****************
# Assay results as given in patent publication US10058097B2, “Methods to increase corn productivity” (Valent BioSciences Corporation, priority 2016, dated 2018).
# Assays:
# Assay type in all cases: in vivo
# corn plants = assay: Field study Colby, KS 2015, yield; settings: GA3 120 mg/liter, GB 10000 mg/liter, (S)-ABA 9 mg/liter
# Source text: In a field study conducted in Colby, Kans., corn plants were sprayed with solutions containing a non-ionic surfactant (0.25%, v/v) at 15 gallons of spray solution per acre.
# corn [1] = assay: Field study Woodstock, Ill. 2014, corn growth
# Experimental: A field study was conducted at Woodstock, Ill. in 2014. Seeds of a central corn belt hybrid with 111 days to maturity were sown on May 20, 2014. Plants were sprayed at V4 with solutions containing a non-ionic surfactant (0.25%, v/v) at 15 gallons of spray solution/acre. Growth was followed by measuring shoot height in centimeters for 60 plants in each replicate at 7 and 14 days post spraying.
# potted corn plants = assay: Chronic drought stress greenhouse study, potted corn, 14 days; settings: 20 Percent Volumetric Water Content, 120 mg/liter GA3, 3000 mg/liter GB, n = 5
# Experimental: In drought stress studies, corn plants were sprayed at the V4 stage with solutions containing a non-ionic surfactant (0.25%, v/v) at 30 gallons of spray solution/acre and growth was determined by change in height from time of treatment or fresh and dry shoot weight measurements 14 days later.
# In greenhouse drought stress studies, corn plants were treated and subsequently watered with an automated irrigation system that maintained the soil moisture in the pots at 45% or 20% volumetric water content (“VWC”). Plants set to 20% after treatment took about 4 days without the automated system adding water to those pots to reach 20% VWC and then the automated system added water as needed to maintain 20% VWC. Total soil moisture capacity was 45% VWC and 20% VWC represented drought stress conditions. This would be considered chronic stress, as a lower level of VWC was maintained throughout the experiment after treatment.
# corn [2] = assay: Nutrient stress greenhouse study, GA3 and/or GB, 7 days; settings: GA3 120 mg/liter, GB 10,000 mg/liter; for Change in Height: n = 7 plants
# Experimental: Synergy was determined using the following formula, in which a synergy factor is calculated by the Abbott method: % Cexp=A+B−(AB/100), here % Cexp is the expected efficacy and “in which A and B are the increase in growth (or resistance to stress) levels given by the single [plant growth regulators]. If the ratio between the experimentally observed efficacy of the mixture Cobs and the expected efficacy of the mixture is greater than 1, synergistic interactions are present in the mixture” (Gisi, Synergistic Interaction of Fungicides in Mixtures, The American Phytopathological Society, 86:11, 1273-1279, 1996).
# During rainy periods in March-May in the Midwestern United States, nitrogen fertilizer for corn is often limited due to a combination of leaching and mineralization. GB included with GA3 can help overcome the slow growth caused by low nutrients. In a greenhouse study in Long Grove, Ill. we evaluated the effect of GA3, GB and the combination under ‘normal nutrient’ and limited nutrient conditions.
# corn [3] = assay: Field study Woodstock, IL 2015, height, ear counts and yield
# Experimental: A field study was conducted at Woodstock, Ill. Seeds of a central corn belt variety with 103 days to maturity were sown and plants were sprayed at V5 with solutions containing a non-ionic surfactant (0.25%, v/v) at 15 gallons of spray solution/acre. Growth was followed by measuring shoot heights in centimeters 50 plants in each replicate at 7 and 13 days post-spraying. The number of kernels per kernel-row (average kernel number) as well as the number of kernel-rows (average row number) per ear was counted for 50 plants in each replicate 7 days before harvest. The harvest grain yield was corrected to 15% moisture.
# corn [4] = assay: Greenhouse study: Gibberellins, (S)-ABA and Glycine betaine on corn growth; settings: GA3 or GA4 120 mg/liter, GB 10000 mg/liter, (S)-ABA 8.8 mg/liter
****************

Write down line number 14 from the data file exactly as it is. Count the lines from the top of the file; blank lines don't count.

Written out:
# corn [3] = assay: Field study Woodstock, IL 2015, height, ear counts and yield